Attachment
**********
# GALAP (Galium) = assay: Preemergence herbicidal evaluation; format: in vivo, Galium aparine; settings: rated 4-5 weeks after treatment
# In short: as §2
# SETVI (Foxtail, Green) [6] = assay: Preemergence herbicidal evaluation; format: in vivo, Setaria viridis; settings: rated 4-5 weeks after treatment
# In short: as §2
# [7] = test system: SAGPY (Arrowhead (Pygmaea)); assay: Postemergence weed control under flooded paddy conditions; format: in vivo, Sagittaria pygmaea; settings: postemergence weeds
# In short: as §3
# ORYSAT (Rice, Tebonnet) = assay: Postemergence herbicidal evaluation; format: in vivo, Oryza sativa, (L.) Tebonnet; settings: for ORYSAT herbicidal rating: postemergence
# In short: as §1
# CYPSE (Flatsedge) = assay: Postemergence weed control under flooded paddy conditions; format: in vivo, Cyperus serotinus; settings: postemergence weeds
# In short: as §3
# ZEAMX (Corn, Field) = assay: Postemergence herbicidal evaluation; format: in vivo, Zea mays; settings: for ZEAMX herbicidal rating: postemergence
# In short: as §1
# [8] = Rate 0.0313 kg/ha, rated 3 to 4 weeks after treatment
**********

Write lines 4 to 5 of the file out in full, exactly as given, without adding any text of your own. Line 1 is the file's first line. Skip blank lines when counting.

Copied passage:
# In short: as §2
# [7] = test system: SAGPY (Arrowhead (Pygmaea)); assay: Postemergence weed control under flooded paddy conditions; format: in vivo, Sagittaria pygmaea; settings: postemergence weeds